View Slide Deck - Myeloma Survivorship Conference

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Supportive Care in Multiple Myeloma
Natalie S. Callander, M.D
Clinical Myeloma Program
Objectives: review health issues particularly
important in living with myeloma
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Neutropenia/Anemia
Bone health
Peripheral neuropathy
Pain management
Supplements
Normal CBC values
What is neutropenia?
NEUTROPHILS are infection fighting white blood cells
Represent majority of white cells in blood
Short lived, only about 6-7 hours
Types of White Blood Cells normally found
Neutropenia
• Defined as either fewer than 1000/ul
neutrophils and expected to go down
• Absolute neutrophil count of <500/ul
• Low count increases risk of infectionsbacterial, viral, fungal
• Interacts with other risks for infectionssteroids, diabetes, general poor health
• Having myeloma by itself increases risk of
infection
How often do myeloma treatments cause neutropenia?
• Some forms of Myeloma treatment always
cause neutropenia (stem cell transplants)
• Some therapies sometimes can cause
mild neutropenia (oral lenalidomide,
pomalidomide, cyclophosphamide)
• Associated with extensive marrow
involvement
• Risk of infection is related to how low and
how long neutrophils stay down
• A person who is neutropenic for a day or
two is much less likely to develop an
infection than a person who is neutropenic
more than a week
thrush
Cellulitis
Strategies to prevent neutropenia or
infections related to neutropenia
• Stem cell reinfusion to minimize length of time
white count is low (during transplant)
• Decrease doses of chemotherapy in cycle
• Increase time between cycles of therapy
• Pharmacological doses of G-CSF (filgrastim,
pegfilgrastim, TB0-filgrastrim
• Prophylaxis-antivirals, TMP/sulfa, other antibiotics
• Keep myeloma well controlled
• Keep immunizations up to date (flu, pneumovax,
HIB)-Dr Thompson
Anemia
• A common finding in
people with myeloma
• Hemoglobin <12,
often <10g/dl
• Present in 75% at
diagnosis
• Contribution to fatigue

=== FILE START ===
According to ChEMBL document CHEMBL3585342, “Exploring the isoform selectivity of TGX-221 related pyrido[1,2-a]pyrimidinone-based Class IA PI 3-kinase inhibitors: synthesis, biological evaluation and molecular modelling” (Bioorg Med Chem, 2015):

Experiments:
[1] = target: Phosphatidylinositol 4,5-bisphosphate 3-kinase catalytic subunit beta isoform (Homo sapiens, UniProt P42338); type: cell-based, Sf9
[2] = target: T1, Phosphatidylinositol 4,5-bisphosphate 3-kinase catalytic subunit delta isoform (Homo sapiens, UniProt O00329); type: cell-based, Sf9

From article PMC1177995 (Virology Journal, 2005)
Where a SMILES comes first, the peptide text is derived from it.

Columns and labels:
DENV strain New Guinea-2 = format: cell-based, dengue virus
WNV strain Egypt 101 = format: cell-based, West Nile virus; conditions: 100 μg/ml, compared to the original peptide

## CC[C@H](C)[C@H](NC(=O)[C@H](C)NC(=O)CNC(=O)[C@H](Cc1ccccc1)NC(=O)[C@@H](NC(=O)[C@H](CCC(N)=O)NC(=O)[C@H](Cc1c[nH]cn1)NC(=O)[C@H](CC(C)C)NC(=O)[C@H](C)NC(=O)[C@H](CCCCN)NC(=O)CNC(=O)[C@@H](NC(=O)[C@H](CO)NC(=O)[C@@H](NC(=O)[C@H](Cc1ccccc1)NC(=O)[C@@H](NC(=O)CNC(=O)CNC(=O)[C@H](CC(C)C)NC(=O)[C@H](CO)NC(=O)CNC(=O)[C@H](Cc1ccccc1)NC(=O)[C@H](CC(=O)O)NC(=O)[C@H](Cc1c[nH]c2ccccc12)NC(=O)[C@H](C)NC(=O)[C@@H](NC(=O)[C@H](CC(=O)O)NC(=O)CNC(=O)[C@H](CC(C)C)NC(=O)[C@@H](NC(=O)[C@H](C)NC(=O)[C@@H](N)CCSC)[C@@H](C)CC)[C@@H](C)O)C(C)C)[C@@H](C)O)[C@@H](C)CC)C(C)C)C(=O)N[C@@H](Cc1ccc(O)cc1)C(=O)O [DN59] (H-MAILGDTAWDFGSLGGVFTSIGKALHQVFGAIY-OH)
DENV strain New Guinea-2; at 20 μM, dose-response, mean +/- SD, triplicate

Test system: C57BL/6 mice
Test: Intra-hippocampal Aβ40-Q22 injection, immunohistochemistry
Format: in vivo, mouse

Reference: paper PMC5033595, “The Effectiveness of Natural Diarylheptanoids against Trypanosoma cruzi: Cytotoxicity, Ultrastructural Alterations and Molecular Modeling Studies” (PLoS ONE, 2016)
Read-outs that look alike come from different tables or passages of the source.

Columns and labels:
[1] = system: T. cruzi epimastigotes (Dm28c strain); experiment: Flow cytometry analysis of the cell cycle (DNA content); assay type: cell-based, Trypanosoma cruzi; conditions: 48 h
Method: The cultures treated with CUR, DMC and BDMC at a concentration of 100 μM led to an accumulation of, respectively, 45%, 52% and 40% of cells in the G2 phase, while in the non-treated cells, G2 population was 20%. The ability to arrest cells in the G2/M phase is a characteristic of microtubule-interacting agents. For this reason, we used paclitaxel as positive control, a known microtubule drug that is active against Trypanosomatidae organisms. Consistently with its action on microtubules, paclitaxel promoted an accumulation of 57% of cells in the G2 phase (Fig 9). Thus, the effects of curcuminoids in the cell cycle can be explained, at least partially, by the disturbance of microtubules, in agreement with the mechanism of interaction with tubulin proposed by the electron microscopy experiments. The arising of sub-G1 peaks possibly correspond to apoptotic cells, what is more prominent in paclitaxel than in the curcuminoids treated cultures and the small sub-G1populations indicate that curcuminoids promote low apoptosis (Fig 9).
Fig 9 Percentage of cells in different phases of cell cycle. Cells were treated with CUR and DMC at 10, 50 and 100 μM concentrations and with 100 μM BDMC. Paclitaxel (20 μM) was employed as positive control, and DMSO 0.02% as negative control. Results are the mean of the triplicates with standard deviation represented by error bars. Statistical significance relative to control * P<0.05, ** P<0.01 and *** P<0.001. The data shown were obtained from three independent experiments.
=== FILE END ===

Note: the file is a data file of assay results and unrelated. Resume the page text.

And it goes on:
uncertain at higher
levels (between 10-12
g/dl)
• Use of drugs such as
procrit, aranesp are
controversial
• Only for pts <10g/dl
or on dialysis
• Stop in 6-8 weeks if
no improvement
Myeloma and Bone Health
• The explanation for
why myeloma cells
want to go to bone
(and not other places)
remains unknown
• Normally fewer than
5% of cells in marrow
are plasma cells-just
passing through…
• Theories include
alteration in myeloma
cells causes homing
to bone
• Other abnormal cells
in marrow attract
them or stimulate
them
Bone Health
Besides xrays, MRIs, are there other ways
to look at bone health?
Blood tests to assess bone health
• About 40% of myeloma patients have an
elevation in alkaline phosphatase at
diagnosis-this level should be going down
with treatment
• Other tests:
– Bone specific alkaline phosphatase
– Bone metabolites-propeptides of type I collagen
(P1NP, P1CP) and telopeptides of type I collagen
(NTX and CTX)-levels go down with improved
bone health
– Not widely measured on a regular basis
Bone densitometry
• Results can be
presented as g/cm2
• Z score-density
adjusted for sex and
age
• T score-adjusted for
sex only, based on
“normal young” person
• >1, normal, < -2.5
SD=osteoporosis
• Each additional SD
away from normal
doubles risk of fracture
• Recommended by the
National Osteoporosis
Foundation for
women>65 y.o., pts
receiving> 5mg
prednisone for longer
than 3 mo
www.shef.ac.uk./FRAK/tool
• Vitamin D– >50 y.o.-800-1000 IU daily
– Measure 25 (OH) D level: <20 ng/ml
(50nmol/L) defined as deficient; 21-29
insufficient
– Two forms of oral supplementation• Ergocalciferol D2 or Cholecalciferol (D3); latter
better at raising 25 (OH) Vit D
• Stop smoking, limit alcohol intake
• Supplements: Institute of Medicine recommends
calcium intake, 1200 mg/daily
• Currently available supplements: calcium
carbonate require acid for absorption; calcium
citrate can be used in pts on antacids
• If you are getting adequate dietary calcium,
probably not necessary to take supplements; small
risk of developing kidney stones
• EXERCISE IS KEY! Movement, 30 min daily:
– Walking, Dancing, Tai Chi, weight training, PT
Proposed mechanisms of action of bisphosphonates

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